The United States will also deploy an additional long-range rocket artillery unit to support Iraqi ground forces in the battle for Mosul, Carter said. Two such batteries are already in place in Iraq.
The officials did not rule out the possibility that lasting success might require further U.S. commitments.
“If it doesn’t take us all the way, we’ll come back and have another discussion and ask for more if we need to,” McFarland said.
(Reporting by Yeganeh Torbati; Additional reporting by Maher Chmaytelli and Stephen Kalin and Eric Beech in Washington; Editing by Angus MacSwan and Jonathan Oatis)
Elementary school cheer squad parents raffling off an AM-15 automatic weapon as a fundraiser
Just weeks after a mass shooting in Dayton, Ohio killed nine people, only 200 miles away in Richmond, the cheer squad is selling raffle tickets to sell a semi-automatic gun.
Fox19 reported Wednesday that the Junior Lions Cheer Team have infuriated Heather Chilton, who's 7-year-old daughter is on the squad for the first time.
"This is absurd, you're having elementary kids sell your AR-15. Why?" Chilton said. "I highly doubt that something would happen with the gun, but say it did. Say one of the kids in the high school got a hold of it — got the AR-15 or AM-15 and shot up a school with it, and I'm the one that sold the raffle ticket to his dad?"
I think Trump’s people sit around ‘thinking up new ways to be cruel’: Senator
On Wednesday's edition of MSNBC's "All In," Sen. Mazie Hirono (D-HI) tore into the Trump administration for its treatment of migrant children, as yet more reports come in of children being denied basic services in squalid conditions, and as Trump considers ways to get around the federal consent decree placing limits on how long they can be detained.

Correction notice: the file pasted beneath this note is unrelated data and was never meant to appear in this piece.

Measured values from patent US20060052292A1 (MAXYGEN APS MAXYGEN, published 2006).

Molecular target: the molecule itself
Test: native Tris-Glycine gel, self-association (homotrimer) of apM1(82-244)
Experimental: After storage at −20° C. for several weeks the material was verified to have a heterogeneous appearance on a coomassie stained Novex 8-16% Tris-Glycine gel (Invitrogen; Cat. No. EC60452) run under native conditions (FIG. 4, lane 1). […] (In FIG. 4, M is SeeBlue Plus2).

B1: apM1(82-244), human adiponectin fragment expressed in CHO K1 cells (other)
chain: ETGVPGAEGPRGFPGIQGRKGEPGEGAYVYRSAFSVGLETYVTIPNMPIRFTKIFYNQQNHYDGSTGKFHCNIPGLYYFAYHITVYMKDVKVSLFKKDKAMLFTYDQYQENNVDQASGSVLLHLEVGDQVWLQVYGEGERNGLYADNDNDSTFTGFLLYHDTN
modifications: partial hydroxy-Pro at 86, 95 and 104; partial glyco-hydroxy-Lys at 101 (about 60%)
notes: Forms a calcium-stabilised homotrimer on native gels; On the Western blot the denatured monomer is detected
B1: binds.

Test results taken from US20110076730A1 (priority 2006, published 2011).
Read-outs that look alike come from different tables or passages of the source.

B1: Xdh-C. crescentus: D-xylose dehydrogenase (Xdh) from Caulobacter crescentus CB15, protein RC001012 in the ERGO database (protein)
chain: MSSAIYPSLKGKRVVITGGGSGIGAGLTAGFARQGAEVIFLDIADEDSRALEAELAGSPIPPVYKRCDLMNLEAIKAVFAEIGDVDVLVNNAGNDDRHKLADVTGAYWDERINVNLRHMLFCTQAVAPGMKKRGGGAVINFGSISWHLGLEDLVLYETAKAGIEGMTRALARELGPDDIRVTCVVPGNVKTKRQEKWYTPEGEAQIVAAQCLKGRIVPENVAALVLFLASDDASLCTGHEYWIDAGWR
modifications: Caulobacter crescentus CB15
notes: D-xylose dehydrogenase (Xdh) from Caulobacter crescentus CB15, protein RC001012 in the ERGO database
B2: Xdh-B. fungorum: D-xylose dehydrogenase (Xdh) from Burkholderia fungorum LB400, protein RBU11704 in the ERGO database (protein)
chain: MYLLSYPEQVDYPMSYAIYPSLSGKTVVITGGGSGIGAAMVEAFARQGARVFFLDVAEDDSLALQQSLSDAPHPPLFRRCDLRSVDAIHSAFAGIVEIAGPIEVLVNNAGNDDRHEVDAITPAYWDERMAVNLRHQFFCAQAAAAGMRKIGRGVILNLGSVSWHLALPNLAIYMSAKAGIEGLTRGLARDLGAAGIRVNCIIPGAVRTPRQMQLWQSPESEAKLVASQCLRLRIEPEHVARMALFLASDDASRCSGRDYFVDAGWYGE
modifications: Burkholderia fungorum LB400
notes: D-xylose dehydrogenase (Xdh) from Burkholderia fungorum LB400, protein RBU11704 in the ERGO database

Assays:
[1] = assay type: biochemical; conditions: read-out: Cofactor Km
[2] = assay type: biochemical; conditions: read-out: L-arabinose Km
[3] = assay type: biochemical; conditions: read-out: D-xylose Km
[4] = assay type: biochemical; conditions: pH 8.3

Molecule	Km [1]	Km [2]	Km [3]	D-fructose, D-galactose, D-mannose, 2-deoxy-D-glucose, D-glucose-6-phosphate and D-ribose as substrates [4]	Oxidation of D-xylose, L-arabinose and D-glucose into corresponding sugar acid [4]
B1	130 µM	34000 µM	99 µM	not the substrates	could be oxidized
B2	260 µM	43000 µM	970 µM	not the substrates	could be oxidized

"We already know from so many child specialists that detaining children in these kinds of facilities does irreparable damage to them," said Hirono. "There are alternatives to family detention this administration could care less about ... the only way to get around the consent agreement is by getting around it by proposing or having this rule, which will be immediately challenged. They want to detain families indefinitely, children indefinitely, held in situations that do them absolutely no good when there are alternatives."
Maddow: You have to watch what the lying White House does — and not what they say
MSNBC host Rachel Maddow opened her show with a quick assessment of her thoughts on the ridiculous that the president of the United States regurgitated into the mouths of his supporters Wednesday.
She began by noting that they don't do press briefings at the White House anymore; instead, they've turned to talking to the president directly as he enters or exits the building to go off on his campaign trips or vacations.
"Today the president held a long one of these," she said. "One of the ones where he tried to push everyone's buttons, the president is denouncing the prime minister of our allied Denmark. He's calling her nasty. That will get some headlines. The president attacked American Jews for a second straight day today, saying they have dual loyalty because they're Jews. Americans of other religions don't have that dual loyalty or his suspicions of dual loyalty, Jewish-Americans do, because of their religion."